LONDON, July 6- An unexpected start, a dramatic opening lap and two late rain showers enabled Formula One to answer its critics in emphatic fashion as Lewis Hamilton triumphed on home soil in Sunday’s British Grand Prix.
One dazzling day in the English sunshine, punctuated with rain and a series of incidents, may have thrilled the crowd of 140,000 at Silverstone and a worldwide television audience, but it remains to be seen if it can silence the sport’s detractors.
“Is that it? Crisis called off now?” said Mercedes team chief Toto Wolff after the 52-lap thriller in changeable conditions had seen his drivers deliver another convincing one-two finish.
“If that’s boring, I would like some of it,” said Ferrari team chief Maurizio Arrivabene. “I’d love to be as boring as Mercedes and always be first and second.
“They deserve to be where they are, but we are working hard so that the podium looks less boring in the future .”
Two-time champion Hamilton’s win extended his lead in this year’s title race to 17 points ahead of his Mercedes team-mate German Nico Rosberg and lifted spirits in the paddock after weeks of negative publicity resulted last week in a raft of proposals to overhaul the sport.
“Sometimes these things just happen at the right moment as there was a race with all the ingredients necessary for excitement this time,” said Wolff, who praised Hamilton for his decision-making and his speed.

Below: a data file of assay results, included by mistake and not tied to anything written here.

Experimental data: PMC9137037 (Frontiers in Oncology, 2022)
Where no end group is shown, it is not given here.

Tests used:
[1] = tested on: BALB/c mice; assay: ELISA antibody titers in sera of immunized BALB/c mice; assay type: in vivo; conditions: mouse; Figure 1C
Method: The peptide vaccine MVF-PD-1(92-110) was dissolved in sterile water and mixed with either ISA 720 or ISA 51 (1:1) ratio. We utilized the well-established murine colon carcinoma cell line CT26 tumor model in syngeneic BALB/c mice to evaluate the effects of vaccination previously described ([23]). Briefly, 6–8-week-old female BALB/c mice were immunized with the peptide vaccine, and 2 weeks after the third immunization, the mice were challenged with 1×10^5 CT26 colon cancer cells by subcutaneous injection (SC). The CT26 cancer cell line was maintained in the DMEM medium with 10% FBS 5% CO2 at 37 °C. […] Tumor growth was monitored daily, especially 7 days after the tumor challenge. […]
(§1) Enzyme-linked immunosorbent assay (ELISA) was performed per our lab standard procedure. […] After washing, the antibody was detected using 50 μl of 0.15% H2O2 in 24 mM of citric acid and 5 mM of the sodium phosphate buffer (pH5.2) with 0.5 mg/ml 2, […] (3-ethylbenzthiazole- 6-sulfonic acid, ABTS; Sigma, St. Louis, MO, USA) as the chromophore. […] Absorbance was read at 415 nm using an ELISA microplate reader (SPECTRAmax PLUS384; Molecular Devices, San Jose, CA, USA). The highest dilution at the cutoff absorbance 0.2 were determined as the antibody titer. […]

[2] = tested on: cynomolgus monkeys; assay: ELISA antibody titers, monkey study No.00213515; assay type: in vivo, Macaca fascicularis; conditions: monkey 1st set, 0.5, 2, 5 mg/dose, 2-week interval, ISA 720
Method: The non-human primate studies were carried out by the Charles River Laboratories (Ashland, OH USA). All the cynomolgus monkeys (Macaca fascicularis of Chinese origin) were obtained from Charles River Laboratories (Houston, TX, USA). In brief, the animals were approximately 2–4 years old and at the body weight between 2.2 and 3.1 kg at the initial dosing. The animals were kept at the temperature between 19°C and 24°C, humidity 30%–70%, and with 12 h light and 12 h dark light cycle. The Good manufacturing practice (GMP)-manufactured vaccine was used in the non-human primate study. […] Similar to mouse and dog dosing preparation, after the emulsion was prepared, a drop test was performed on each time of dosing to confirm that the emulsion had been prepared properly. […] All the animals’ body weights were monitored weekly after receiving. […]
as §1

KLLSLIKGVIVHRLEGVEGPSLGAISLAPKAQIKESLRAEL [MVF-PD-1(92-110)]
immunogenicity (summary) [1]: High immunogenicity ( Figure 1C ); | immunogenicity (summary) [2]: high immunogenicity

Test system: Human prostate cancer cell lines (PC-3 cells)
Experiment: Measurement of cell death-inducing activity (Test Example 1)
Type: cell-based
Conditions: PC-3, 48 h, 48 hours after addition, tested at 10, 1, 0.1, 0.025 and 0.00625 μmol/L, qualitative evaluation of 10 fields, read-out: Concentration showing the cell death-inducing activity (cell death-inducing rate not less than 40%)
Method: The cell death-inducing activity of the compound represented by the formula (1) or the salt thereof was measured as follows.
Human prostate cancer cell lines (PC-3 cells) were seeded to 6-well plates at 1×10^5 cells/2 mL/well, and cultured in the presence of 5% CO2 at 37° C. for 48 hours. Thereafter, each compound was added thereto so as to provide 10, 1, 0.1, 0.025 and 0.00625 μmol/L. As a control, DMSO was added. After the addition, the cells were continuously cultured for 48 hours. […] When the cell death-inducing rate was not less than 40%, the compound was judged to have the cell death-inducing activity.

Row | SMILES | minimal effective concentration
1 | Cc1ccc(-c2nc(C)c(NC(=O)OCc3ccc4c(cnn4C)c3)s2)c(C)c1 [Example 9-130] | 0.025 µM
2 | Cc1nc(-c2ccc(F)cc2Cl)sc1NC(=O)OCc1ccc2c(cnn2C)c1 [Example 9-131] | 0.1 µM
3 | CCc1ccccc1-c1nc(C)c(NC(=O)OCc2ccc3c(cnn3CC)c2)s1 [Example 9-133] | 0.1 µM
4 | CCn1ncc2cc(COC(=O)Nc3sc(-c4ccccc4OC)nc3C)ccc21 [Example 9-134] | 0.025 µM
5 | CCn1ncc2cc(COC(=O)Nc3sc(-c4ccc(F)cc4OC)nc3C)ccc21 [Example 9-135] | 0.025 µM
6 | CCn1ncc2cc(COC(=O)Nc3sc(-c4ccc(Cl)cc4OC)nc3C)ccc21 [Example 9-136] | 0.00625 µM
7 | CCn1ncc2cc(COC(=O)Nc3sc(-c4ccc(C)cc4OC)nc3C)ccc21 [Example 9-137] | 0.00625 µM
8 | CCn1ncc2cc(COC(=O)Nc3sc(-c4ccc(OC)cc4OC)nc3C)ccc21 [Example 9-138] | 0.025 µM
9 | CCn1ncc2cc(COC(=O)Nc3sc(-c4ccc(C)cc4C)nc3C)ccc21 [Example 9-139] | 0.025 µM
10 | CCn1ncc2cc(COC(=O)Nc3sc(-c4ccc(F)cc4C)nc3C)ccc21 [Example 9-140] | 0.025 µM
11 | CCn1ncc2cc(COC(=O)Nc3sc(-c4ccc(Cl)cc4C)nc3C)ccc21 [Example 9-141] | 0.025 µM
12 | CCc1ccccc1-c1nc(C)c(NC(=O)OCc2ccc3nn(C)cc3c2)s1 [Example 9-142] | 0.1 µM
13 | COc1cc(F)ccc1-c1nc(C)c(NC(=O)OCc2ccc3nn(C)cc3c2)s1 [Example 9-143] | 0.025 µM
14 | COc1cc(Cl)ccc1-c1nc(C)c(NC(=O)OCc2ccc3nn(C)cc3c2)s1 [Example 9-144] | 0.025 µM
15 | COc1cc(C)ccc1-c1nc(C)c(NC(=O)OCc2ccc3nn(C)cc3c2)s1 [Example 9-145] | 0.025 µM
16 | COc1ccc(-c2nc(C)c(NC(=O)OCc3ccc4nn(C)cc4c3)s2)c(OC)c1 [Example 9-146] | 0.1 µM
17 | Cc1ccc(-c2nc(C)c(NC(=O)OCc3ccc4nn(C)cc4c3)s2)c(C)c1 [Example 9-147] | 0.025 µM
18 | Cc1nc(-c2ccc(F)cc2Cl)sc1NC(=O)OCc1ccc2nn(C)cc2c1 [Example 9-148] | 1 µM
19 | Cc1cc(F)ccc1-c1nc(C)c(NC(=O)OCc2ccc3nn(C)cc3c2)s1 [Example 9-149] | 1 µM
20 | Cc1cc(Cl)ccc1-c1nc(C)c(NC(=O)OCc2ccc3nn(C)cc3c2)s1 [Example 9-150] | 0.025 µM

He also admitted to some relief after the team’s strategic blunder at the Monaco Grand Prix when they called Hamilton in unnecessarily for a pit stop that deprived him of victory.
“We cock-up together and we win together,” he explained. “When the rain hit us, he was so calm on the radio about the options. It was Lewis’s call. He made that pit call at the right time, using the right information.
“In Monaco, we had a problem in our system. Here we were concentrated, calm and focused on the priorities and that was part of getting it all right.”
Although Sunday’s incident-filled drama boosted morale, it was not enough to convince Wolff that the sport was without need for any running repairs.
“We still need to ask how we can make it better so we can convince the critics that this is a great sport,” he said.
Wolff admitted that the way in which both Williams cars, driven by Brazilian Felipe Massa and Finn Valtteri Bottas, had powered past his pair to take first and second places off the grid was confirmation that Mercedes have much work still to do.
“They were very fast and we were helped by the rain,” he said, before heaping praise on Hamilton.
“If you are a double World Champion and win so many races, you are a complete racing driver,” he said.
“You can’t put him in a box and say he has only God-given talent. He has to have a view of the whole picture and that was clear here.
“This was Lewis’s home Grand Prix, there were great crowds and it was a relief from the talking down of the sport we have had. We also had the fastest ever pit stop – 2.4 seconds… including reaction time.”
Looking beyond the upcoming Hungarian Grand Prix later this month, Hamilton welcomed the prospect of changes in the sport starting from next month’s Belgian race – where drivers will have fewer electronic aids – and the possible introduction of a sprint race next year on Saturdays.
“I have been here for nine years now and it’s always the same,” he said. “It would be cool and I would be happy if they freshened things up a bit.”
Given his form on Sunday, Hamilton is ready to prove himself as a man for all seasons as he heads towards a likely third drivers’ world title.